How To Order A Step-Up

When the conditions call for more foam under your feet, you need be prepared. Ask Tanner Gudauskas. Photo: Glaser

With winter on the horizon, it’s time you start to prepare accordingly. Whether it’s California, Hawaii, or a far-flung reef pass, there will inevitably come a day when your standard shortboard has maxed out and you’ll need a step-up. To ensure that you have the right foam under your feet, we rang up the North Shore’s Pat Rawson for some insight into ordering the perfect step-up board.

First, let’s set the record straight on what exactly constitutes a step-up. As the name suggests, a step-up is a shape that’s slightly bigger than your standard shortboard but is built for waves a touch larger than you’re used to riding. It’s not a mini-gun. If you normally ride a 6‘ 0 in surf up to 6 feet, your step-up should be around 6 4. The general design should actually mimic your standard board, but should be a tad bigger to accommodate for the larger swell. According to Pat Rawson, one of the North Shore’s most iconic shapers, “most good surfers will push their small-wave boards to just over head-high to double head-high waves, depending on their ability level and what wave they’re surfing, before they grab a step up.” To break things down further, Rawson compares the dimensions and specs of his standard shortboard to that of his standard step-up. Before you order your next step-up, consult the table below:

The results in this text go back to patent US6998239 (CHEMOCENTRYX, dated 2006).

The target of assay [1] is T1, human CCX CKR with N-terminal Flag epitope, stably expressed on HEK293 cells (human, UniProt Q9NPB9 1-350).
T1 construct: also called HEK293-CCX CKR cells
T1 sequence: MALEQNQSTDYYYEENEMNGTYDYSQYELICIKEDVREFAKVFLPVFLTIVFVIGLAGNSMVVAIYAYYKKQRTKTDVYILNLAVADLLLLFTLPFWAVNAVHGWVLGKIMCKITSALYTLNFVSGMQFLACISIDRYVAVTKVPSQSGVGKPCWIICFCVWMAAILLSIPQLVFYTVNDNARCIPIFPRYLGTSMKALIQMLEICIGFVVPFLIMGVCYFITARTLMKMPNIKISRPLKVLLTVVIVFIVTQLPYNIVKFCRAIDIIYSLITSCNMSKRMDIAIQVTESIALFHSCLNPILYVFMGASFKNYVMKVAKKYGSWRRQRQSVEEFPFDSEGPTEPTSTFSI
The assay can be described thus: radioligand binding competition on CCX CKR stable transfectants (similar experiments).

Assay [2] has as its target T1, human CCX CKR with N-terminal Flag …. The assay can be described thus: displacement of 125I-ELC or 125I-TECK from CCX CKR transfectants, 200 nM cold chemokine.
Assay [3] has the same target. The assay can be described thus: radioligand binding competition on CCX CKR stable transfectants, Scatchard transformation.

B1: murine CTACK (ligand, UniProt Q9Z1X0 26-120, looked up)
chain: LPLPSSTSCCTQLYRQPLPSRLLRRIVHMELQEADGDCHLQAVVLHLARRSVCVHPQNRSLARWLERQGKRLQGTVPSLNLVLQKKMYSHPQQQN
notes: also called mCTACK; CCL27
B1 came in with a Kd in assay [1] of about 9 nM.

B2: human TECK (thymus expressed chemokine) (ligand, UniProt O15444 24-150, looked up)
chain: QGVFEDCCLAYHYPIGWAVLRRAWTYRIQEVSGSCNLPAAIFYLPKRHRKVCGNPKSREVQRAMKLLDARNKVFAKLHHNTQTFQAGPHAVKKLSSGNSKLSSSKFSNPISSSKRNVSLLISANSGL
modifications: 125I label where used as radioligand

According to Rawson, when you’re ordering a step-up, it’s important to tell your shaper exactly what kind of conditions and what locations you’re looking to surf. “Six-foot Mentawais is a much different animal than 6-foot waves on the North Shore. Especially when you factor in wind, surface conditions, crowds, wave velocity, things like that,” says Rawson. “Teahupoo is another wave that requires a whole different set of rules.” In short, the more details you can give your shaper about the waves you plan on surfing, the better.

The more your shaper knows how you surf, the better your board will be. Rawson cites front-footed surfers and back-footed surfers as a prime example of how your approach in the lineup can affect how your board is shaped. Paddle power and confidence in overhead swells can also play a huge factor. Think of your shaper like a shrink. No one’s judging you here, but you’ll come out all the better if you’re up-front and honest. “I like to ask people ordering a board what their mindset is like regarding larger surf. I want to know if I can fit one of my intended designs into their surfing personality. If a surfer wants to ride a 6’4” in 10-foot Pipe, I’ll have to rethink my approach for that ability range, or more likely than not, that particular surfer may have a little too much optimism for that that 6’4”.

Although there are exceptions to every rule, as the size of the swell increases, most shapers and surfers generally opt to transition to a rounder tail or pin tail. In bigger surf, gaining speed won’t necessarily be an issue, but being able to control it will. With a rounder tail, you’ll have less surface area in the water, which will slow you down a touch and grant you more control over your board.


As a rule of thumb, the actual positioning of your fins shouldn’t change too much on your step-up, just the type of fin you’re using. For the most part, you’ll want to opt for a fin with a little less flex than the fins you’d use on your standard shortboard. Tech-flex and carbon fiber fins like the TP1 are a solid choice. While someone like John John has been known to ride small fins in just about any type of condition, for the rest of us, it’s not a bad idea to step up a fin size as well.

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